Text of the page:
Heartbreak as 21-year-old university student takes her own life - Geoponet
Site icon Geoponet

Heartbreak as 21-year-old university student takes her own life

Heartbreak as 21-year-old university student takes her own life

Heartbreak as 21-year-old university student takes her own life

A university student took her own life while her family was away on holiday.

Beth George had a history of mental health problems but had told her mum

Kathy Hopper she was the happiest she’d been in years just prior to her death.

The 21-year-old Hull University student spent lockdown in her campus

accommodation with her staff nurse mum working

on a Covid ward at at Hull Royal Infirmary.

But during a trip to seaside town Cleethorpes in Lincolnshire with other

daughter Hannah, 27, and son Corey, 13, on May 16 Kathy received the

devastating news Beth had died, reports HullLive.

The mum, from Hull, said: “The regret I have now is that I didn’t

make her talk and I wasn’t there.


“She hid it so well that I relaxed for the first time, as she’d had her demons,

but I thought she was happy. I now realize she hadn’t dealt with them.”

On the day she took her own life, Beth told her family she had plans

to go to a party with university friends.

Kathy said: “We just got a call from the police, and the officer said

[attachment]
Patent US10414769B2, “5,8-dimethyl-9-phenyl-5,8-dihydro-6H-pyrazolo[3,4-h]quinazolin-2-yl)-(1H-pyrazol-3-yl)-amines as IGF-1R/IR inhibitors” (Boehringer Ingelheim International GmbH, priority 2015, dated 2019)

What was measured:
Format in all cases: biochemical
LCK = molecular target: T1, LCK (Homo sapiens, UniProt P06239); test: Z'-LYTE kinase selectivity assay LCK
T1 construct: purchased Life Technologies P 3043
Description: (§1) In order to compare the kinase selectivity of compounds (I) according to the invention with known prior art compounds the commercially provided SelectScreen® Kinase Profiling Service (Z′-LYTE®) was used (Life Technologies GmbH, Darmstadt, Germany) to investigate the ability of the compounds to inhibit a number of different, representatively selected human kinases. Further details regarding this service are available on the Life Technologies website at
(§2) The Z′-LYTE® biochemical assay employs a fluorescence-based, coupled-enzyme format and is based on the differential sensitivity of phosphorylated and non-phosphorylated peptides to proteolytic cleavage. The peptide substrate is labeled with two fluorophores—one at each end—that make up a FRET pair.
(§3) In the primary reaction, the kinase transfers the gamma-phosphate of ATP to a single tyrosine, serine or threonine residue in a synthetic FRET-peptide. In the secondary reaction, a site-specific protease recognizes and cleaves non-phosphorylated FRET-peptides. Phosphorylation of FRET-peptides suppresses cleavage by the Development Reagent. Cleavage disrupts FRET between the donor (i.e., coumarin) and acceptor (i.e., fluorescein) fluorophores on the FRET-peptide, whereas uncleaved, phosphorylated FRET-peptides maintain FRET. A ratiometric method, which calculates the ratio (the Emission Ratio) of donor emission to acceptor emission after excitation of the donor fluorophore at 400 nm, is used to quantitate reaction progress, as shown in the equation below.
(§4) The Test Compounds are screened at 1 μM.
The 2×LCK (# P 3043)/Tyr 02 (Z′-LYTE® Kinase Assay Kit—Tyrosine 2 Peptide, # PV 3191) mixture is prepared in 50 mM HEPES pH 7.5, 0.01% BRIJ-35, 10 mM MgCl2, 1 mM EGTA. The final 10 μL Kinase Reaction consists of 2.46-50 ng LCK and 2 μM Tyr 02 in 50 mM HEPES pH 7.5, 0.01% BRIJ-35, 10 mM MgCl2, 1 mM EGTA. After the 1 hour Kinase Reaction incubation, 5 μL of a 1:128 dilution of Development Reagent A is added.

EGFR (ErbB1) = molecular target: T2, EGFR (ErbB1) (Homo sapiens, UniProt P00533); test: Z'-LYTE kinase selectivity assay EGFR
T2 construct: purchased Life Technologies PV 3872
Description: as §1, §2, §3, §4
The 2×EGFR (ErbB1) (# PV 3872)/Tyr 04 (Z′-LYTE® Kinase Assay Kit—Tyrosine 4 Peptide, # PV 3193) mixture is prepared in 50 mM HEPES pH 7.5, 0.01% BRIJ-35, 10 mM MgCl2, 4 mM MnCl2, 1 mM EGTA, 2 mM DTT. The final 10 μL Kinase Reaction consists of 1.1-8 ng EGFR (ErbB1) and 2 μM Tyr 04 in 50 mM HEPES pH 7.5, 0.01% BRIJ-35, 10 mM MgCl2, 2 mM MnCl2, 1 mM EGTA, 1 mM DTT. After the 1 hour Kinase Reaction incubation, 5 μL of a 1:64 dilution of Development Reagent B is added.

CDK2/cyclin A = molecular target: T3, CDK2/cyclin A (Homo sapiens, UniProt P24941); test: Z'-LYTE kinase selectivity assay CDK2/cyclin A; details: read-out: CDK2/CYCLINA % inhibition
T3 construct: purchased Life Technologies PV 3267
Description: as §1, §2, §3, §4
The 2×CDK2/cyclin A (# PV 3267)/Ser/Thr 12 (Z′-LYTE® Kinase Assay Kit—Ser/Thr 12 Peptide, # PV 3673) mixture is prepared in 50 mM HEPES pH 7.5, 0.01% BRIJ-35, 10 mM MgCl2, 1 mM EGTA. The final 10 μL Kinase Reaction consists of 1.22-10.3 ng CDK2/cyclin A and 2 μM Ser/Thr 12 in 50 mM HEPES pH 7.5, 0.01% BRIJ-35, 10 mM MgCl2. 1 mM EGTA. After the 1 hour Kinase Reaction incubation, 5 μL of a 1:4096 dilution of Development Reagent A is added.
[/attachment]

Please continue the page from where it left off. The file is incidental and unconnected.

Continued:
she wanted to come and see us.

“We thought Beth had been with a friend, and they were partying.

There was just no indication of this at all.

“That was the day our lives just changed. We have been robbed of her future.”

Kathy went on to admit lockdown had made things “really difficult”,

with the nurse opting to socially distance from Beth as

best she could to keep her safe.

“I feel guilty, but we were abiding by the rules, and she had her friends

but I think it had a massive impact,” she continued.

Sister Hannah, who is also a student at Hull studying for a

Masters in Criminology, said Beth “wanted so badly to

be okay that she pretended she was”.

“I think she just told herself that she was because she wanted

to be ‘normal’ at university.”

She said she feels huge regret at not telling Beth more often

how much she loved her.

“We should all treat people, every day, as if it’s the last time we could see them.”

Hannah added that she also feels guilt at having told Beth they couldn’t

see each other in lockdown in an effort to abide by the rules.

Beth moved into her student accommodation in September last year

and was completing a foundation course in psychology and criminology.

She had passed an Open University course so that she could be accepted

at university. Due to her mental health problems she had

missed some of her senior school years.

Hannah said her sister “came out of her shell” at university and had

made many new friends.

She explained that Beth had recently come out as gay and said

being at university “helped her be more proud of her sexuality”.

Kathy is now encouraging other families to regularly talk

about mental health with their children.

She said: “I would say to others in our situation, don’t just

think it’s all alright, ask them and ask them. Don’t be scared

to bring it up and ask about their mental health.

“Make sure they know you’re there to listen. It’s OK to not be OK.

People must not feel ashamed about mental health and then

end up not talking about it.”

Hull University has granted Beth an Aegrotat award – when a candidate is

prevented by circumstances from completing the course,

but is still recognized as being likely to have graduated

successfully if they’d been able to.

A spokesman said the university is “deeply saddened” by the tragic news.

Exit mobile version